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Dialed In: 5 Bike Fitting Systems

If you’ve ever spent time in a local bike shop, you’ve heard the salesmen, repair techs and riders talk about getting the perfect “fit”; talk to a cycling or triathlon coach and they can wax all day and night about optimal hip and knee angles. But what does that mean for you?


If you’ve ever spent time in a local bike shop, you’ve heard the salesmen, repair techs and riders talk about getting the perfect “fit”; talk to a cycling or triathlon coach and they can wax all day and night about optimal hip and knee angles. But what does that mean for you? What exactly is a bike fit? As a weekend warrior or casual rider the main concerns should be comfort, injury prevention and efficiency. Getting those extra 5 watts from a more aggressive posture, well, let’s save that for later.

It turns out a few sessions with a good fitter can accomplish quite a bit more than just turning you into a speed demon. Many of today’s fit systems are built primarily around rider comfort, and for good reason. Most people fall within a very narrow range of body types, so when when it comes to fitting, tweaking just a few crucial components means the difference between a comfortable day in the saddle and walking around like a hunchback. Seatpost height, cockpit length, stem length and height are some of the basic measurements. Changing each of these affects the angles of your joints, and in turn affect how your body interacts with the bike.

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Those coaches who had you worried about exactly where your knee extends for a perfect pedal stroke? They’re on to something. Your body type may not fit the so-called “perfect” fit for every biomechanical angle (don’t worry, even the pros don’t often fit, and some of them don’t even come within a close range of accepted norms), but with a relatively painless analysis of your riding style, you can prevent injury, find a comfort zone for long rides, and even develop more power for those nasty climbs on your Saturday group ride. We’ve broken down five of the most popular fit systems and algorithms you might run across in your search for the perfect bike.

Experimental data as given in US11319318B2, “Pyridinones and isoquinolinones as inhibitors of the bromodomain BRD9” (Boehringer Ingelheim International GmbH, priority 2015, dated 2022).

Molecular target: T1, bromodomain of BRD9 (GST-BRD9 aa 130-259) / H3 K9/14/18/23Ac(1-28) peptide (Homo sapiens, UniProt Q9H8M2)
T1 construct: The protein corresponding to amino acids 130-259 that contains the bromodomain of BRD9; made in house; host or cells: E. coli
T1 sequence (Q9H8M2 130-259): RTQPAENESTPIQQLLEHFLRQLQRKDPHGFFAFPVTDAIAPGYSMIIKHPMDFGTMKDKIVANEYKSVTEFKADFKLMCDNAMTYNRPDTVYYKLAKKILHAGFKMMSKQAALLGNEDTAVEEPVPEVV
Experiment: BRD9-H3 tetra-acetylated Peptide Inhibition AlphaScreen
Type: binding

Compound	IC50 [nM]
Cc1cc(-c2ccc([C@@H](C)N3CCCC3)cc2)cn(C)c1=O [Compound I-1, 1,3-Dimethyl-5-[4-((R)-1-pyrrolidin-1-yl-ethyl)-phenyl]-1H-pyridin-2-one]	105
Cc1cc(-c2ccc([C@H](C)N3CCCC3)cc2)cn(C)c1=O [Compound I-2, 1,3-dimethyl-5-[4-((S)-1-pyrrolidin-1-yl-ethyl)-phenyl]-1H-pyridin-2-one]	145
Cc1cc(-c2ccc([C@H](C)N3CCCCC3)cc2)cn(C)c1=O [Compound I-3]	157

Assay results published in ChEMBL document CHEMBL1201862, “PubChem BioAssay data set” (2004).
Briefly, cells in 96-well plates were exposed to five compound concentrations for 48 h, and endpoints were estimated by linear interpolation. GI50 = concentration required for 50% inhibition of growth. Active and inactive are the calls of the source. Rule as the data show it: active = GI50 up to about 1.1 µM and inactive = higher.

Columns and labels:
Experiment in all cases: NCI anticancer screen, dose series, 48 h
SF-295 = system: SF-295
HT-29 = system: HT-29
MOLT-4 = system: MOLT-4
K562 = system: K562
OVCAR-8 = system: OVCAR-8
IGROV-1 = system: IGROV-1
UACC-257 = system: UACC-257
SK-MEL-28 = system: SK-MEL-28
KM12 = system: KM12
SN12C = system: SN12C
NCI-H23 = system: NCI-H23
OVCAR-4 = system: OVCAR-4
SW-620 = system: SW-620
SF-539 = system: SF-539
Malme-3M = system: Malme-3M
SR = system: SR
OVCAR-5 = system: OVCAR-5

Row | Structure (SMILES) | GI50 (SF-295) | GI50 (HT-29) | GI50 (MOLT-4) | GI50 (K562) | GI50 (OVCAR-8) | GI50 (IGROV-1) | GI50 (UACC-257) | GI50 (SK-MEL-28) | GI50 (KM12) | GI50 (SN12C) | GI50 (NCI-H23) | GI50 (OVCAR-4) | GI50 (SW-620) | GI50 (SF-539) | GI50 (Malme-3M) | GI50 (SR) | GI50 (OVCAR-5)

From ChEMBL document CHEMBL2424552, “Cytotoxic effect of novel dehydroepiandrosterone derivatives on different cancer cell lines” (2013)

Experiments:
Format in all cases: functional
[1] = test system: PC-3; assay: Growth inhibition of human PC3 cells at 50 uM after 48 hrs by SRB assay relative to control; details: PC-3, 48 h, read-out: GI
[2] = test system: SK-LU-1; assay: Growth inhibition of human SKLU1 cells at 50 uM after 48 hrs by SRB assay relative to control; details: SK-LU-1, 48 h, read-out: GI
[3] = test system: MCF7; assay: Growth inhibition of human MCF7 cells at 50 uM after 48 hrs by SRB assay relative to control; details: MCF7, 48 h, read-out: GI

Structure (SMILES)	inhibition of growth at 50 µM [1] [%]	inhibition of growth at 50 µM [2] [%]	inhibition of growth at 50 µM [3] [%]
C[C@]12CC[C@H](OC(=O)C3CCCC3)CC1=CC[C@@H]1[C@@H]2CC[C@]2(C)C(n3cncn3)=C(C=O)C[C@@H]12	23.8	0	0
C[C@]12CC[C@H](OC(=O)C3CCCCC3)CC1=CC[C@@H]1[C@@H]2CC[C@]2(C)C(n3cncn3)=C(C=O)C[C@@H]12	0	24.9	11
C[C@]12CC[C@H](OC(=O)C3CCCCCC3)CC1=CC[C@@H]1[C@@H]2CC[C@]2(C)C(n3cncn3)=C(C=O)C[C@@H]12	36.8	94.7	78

The Lemond Measurement


The most basic fitting measurement, popularized by Tour de France winner Greg Lemond, is the “Lemond measurement”. It’s a simple calculation based on your true inseam. To find it, stand barefoot against a wall with a book snug between your legs like a bike saddle would be. Mark the height of the book and measure it. Your Lemond measurement is your inseam (in cm) multiplied by .883. The result is the ideal distance between the saddle and the center of the bottom bracket (and hence the ideal riding position), measuring along the seat tube. Many shops use this measurement, and the accompanying data from Greg Lemond’s Complete Book of Bicycling as an excellent starting point toward getting the right fit. While most of the modern fit systems don’t rely solely on Lemond measurements anymore, it provides a good basis for sizing when you find yourself itching to go bike shopping.

Best Cycle Fitting Program For Triathletes: The Fit Institute, Slowtwitch (F.I.S.T.) has put together not only an exhaustive list of bike measurements, but also the optimized angles that a rider must have for the best performance. If you’re interested in the credentials behind their methods, just check out the CV of Slowtwitch’s founder, Dan Empfield. After competing in the very first Ironman held on Hawaii’s Big Island in 1981 (prior to that the race was held on Waikiki Beach on Oahu) Empfield went on to design the first triathlon wetsuits and some of the most successful aerodynamic bikes ever when he founded Quintana Roo. His design hallmarks — namely, building a bike around the needs of performance athletes — are the foundation of every triathlon and time trial bike on the market today.

Using an adjustable eXit Fit Bike, a certified F.I.S.T. fitter will move your saddle position, the length of the cockpit, and even the drop of your handlebars to measure your comfort level against established norms for different angles of your knees, hips, shoulders, and elbows. You may be near the ideal on one but more comfortable deviating somewhat in other biomechanical measurements — and that’s perfectly fine. The end of result of a F.I.S.T. fit will be a chart with your personalized ideals. From there it’s a simple search to find a bike that has geometry that most closely matches your body.

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Retul 3D Motion Capture